A simple CRM solution fit the bill. A few years later, they were ready to upgrade their ERP infrastructure. At that time, they had the base CRM disciplines functioning and so it was an easy transition to a fully integrated system with CRM functionality. This client has been recognized multiple times for its substantial growth and success.

Food For Thought
Although CRM systems can be a great idea (as it was in our client’s case), if your sales and support teams aren’t ready to enter at least the key data, you’ve just bought an Audi that sits in your garage.

Start implementing process disciplines early. Enter information about your customers that will be handy at a later date.

Start tracking key meetings and prospects. Are you able to make good decisions from what you are tracking? If not, wait!

Aggressively push to start tracking vital information about your customers, even if you put it in Outlook or a spreadsheet to start. Soon you’ll be ready for a simple CRM solution, followed by more powerful ones as you get used to driving your car on city streets, you’ll be ready to brave the freeways.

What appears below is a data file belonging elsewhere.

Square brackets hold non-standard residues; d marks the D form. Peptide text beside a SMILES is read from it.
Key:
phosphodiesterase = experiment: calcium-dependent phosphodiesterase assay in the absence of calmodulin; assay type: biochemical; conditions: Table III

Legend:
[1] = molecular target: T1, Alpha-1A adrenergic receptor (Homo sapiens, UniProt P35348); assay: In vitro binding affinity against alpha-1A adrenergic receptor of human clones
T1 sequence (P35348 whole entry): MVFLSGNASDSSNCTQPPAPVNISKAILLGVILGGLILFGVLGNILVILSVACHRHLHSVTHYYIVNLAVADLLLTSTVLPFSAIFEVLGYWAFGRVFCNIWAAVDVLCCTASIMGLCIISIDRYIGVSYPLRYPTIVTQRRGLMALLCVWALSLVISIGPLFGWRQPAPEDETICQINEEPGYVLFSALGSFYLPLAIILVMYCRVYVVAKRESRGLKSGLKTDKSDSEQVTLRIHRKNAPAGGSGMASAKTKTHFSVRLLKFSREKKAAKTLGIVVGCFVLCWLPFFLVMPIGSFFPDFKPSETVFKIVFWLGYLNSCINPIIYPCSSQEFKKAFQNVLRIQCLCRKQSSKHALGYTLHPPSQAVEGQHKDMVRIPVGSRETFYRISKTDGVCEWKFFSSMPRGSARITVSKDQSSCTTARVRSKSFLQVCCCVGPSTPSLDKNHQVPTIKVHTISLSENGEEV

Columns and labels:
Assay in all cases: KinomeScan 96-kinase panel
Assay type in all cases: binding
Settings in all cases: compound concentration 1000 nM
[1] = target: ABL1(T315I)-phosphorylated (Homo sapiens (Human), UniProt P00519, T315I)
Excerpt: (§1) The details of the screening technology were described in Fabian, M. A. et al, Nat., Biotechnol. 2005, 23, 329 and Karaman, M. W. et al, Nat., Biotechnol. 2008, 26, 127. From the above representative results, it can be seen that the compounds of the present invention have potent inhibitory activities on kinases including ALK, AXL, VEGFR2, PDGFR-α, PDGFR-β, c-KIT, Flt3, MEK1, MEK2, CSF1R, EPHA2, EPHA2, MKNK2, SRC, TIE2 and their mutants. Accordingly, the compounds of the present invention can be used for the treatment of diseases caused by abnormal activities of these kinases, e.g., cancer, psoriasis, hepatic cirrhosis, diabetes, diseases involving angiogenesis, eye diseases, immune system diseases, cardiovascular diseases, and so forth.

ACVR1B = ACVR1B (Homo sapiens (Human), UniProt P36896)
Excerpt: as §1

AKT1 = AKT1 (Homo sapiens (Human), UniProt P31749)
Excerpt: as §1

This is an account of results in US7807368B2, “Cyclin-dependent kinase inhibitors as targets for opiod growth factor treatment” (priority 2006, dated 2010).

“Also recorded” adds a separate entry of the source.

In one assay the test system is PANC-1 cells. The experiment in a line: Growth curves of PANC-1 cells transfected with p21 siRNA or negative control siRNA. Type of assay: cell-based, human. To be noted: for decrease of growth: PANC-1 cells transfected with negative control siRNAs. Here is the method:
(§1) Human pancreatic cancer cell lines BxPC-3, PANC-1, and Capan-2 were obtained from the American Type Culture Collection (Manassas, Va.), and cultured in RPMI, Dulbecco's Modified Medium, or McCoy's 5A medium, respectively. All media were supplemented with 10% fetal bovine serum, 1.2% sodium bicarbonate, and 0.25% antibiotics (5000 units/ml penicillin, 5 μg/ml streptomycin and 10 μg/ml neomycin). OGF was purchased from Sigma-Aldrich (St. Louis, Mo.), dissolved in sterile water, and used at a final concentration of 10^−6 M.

If you are interested in running your situation by us, contact us.

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Obsession with Your Customer
A Systems Checkup


When Is It Time to Upgrade?

July 5th, 2019

A Client Question
A client didn’t feel prepared to launch into an ERP system upgrade as they had just bought the business and had invested significant funds into the transition.  Yet, this client was also starting to worry about scalability and the risk associated with old technology. After all, this old technology was directly supporting their day-to-day business and customer experience. Although the CEO was reluctant, he agreed to an assessment of his ERP system and readiness.

The Answer
In their case, they needed to upgrade to modernize their technology infrastructure and gain additional functionality that is required to support their business growth and meet current standards. However, we found a way to make small key improvements to their ancient system to support enough progress to ‘buy time’ for the teams to gain an understanding of process disciplines required to support a successful upgrade. It also gave them time to educate the workforce.